“You’re telling me your military plans’ll seriously be hampered by going a bit to the left or the right for however long Mandrake’s orbit keeps it in your way?”

The voice went silent, but in the background Carmen heard muffled discussions. Soon, a new voice was heard.

“We’ll consider your offer,” said the new voice. “While we consider, would you give us time for this vessel to retrieve the ships you’ve disabled? We’re detecting life signs, but they may need medical attention.”

“Deal,” said Carmen. “Signing off for now, call us when you make up your mind.”

Carmen switched off the main channel and opened the private one between herself, Xorn’Tal and Vince Flashman.

“I don’t trust ‘em,” said Vince.

“Obviously,” said Carmen. “They’ll try to push through before too long.”

“Consideration: withdrawal?”

“Wouldn’t be a crazy idea to pull back,” said Vince.

“Not just yet,” said Carmen. “I think we can slow ‘em down here for a bit longer.”

“Xorn’Tal and I can. Is your asteroid really up to it?”

Carmen concentrated and felt the structure of the Kinetic Kuiper. It was bad. There was a lot of density to it, but it wouldn’t be long before she was juggling multiple objects instead of propelling a single one. It was still repairable, but only just.

“It’ll have to be,” she said. “I’ve still gotta get my friend off that planet.”

“With just an asteroid? With no landing or retrieval gear?”

Carmen blinked.

“I’ll solve that problem when we get to it,” she said.

Much earlier, on another world…

Zack looked through his binoculars, an old fashioned approach that didn’t leave an electromagnetic signature like most long-range visual scanners and didn’t leave cyber footprints like redirected satellites. From his camouflaged tent on scenic Mount Porthinel he counted the seconds while watching the resort hotel that housed some of the richest and most celebrated people who ever wanted to relax without answering any uncomfortable questions.

Another thirty seconds and the doors to the gated pool area opened to reveal Azar and the towering form of Harold Zamona behind him, right on schedule. Over the last month, Zack had found the six best places on the mountain for observing Azar and Zamona. It had been rough going, but he was willing to accept the fact that Zamona legitimately meant no harm to Azar after so long. The two had enjoyed the luxuries offered by Ravelar, and Zamona hadn’t once done anything suspicious. Either Zamona was playing a very, very long game, or he was genuinely willing to assist Azar on this life of leisurely adventure.

Zack’s timer chimed. He took a deep breath and put away his binoculars. It would take him time to get off the mountain and even longer to walk to the space port, plus he should add time to dress in a manner that would make it look like he hadn’t been camping on a mountain for a month. He’d given himself two hours, but it would likely only take Azar and Zamona ten minutes, giving them plenty of time to enjoy some poolside fun. He’d have more of a head start than he’d need.


“He didn’t send a message saying that he’d missed the flight, did he?” asked Azar.

“No,” said Zamona, watching the passengers collecting their luggage. “But unless he’s not with the passengers of the Daring Dozen, he’s just not here.”

“I don’t like this,” said Azar, watching a blue-skinned cross between a mosquito and a jackal retrieving its luggage from the baggage claim.

“I know.”

“He should have let me pay for it all.”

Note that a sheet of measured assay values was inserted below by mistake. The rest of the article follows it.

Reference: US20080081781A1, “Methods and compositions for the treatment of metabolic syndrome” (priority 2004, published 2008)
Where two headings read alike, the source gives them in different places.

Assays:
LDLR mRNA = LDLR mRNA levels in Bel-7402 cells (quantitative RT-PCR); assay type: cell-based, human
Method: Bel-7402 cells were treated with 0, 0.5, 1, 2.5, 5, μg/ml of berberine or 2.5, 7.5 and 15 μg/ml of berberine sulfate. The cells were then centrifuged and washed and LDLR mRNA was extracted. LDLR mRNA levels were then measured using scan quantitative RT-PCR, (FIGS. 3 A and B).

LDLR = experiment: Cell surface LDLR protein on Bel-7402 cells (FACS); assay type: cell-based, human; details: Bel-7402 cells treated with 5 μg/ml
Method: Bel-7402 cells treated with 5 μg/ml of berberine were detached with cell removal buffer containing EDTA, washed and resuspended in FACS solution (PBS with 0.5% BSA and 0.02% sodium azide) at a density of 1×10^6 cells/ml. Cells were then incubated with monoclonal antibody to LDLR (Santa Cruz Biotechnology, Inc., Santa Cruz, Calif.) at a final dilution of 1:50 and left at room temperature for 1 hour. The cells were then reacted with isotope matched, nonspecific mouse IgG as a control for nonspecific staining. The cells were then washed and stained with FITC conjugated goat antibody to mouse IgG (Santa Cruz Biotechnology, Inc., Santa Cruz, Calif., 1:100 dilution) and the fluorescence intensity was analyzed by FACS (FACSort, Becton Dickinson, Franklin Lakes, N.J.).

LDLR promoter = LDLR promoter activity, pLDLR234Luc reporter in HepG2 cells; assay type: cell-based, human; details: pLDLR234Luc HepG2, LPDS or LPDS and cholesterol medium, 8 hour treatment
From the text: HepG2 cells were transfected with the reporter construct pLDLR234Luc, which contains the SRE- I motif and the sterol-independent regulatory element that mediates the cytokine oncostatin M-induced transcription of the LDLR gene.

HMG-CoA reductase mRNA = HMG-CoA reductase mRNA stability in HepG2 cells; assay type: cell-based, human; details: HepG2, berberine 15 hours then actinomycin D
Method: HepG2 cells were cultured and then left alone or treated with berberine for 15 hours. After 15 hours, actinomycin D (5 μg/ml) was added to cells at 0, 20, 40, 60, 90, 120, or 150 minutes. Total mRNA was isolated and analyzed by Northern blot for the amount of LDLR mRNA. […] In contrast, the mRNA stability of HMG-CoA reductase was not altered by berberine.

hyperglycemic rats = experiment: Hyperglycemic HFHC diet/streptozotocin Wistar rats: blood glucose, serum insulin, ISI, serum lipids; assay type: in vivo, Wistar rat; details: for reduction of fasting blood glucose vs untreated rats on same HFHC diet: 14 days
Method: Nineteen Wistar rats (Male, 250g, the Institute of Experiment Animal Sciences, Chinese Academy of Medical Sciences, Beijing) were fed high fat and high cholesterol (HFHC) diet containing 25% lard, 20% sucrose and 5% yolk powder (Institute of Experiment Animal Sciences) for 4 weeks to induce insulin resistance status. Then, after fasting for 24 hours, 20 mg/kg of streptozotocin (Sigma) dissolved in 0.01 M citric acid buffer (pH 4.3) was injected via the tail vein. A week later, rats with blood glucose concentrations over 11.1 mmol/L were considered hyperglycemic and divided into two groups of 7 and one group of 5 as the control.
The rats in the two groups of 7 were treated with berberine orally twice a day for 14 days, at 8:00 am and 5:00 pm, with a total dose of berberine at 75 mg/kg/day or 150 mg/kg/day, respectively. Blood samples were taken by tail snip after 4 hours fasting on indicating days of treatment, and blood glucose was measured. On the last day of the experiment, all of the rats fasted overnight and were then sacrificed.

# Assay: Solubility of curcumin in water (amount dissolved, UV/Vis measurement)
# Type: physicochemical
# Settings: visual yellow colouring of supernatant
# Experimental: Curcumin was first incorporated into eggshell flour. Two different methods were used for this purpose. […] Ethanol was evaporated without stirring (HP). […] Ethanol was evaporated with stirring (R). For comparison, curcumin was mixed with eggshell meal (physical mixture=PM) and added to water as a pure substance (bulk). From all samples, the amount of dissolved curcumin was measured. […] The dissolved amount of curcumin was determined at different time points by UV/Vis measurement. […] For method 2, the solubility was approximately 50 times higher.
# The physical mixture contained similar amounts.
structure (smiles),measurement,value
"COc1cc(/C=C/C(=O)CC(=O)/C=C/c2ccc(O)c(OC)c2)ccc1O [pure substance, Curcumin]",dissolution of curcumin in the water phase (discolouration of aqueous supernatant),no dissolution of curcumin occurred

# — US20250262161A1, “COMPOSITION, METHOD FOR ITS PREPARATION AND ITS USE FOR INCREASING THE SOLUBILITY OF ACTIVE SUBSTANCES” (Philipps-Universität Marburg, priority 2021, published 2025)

“And miss my chance at testing out my infiltration technique?” asked Zack, walking up behind them. Azar spun in place, laughed at the sight of Zack, and gave the detective a quick hug. Harold Zamona merely smirked.

“You’re telling me you got on that plane without anyone knowing?”

“I had an earlier flight, actually,” said Zack. “I just knew that I’d be presentable by the time the Daring Dozen was disembarking. You don’t want to see a person right after they’ve been hiding by a Pestle Reactor for half a week.”

“You were hiding by the Pestle Reactor?” said Azar.

“No, but it’s fun to tell people that I can,” said Zack.

“I was about to say, that could cause brain damage, if not outright death,” said Azar. “I should know, some of my money came from working near an unshielded one for two hours a day to help Bristlecorp’s project finish on time.”

“You wouldn’t believe the things this guy did,” said Azar. “He’s been telling me all of the things he got his payment for. Can you believe they’d send someone with three Ph.D.’s into space just to do some soldering?”

“Absolutely,” said Zack. “But only because I’ve been doing my homework, and having a few other people do homework for me so that my poking around wouldn’t raise too many red flags. They needed the best and brightest to do the work, and with all the ethical concerns about programming artificial intelligences to be willing to toss their lives down the drain for projects on this level, they went with good old fashioned human laborers for suspiciously large payouts. Azar, we always knew that you were lucky to survive there, but I think I’ve found evidence that you’ve been even luckier than you knew. Some of those projects were all-but designed to kill off workers before they finished their work.”

“What?” said Azar, his brow creasing.

“Absolutely,” said Zack. “Don’t worry, though, it might be our ace in the hole. Sister Barris and I were hoping to find evidence that would link BristleCorp to the price on your head in a way that would make them hyper-liable if anything shy of natural causes did you in, but we weren’t expecting quite so much. Seriously, Barris is good at her job.”

“She does seem diligent,” said Azar. “She could make sense of a document that I’d never be able to understand.”

“Don’t sell yourself short, smart guy,” said Zack. “Or her, either. Some of the riskier documents she procured through less than legal methods. I won’t tell you that she almost strangled the friend of someone who pulled a gun on her, and I won’t tell you that she now knows that her WimpHelm will, in fact, stop a knife.”

“You sure you need me on this security job?” asked Zamona.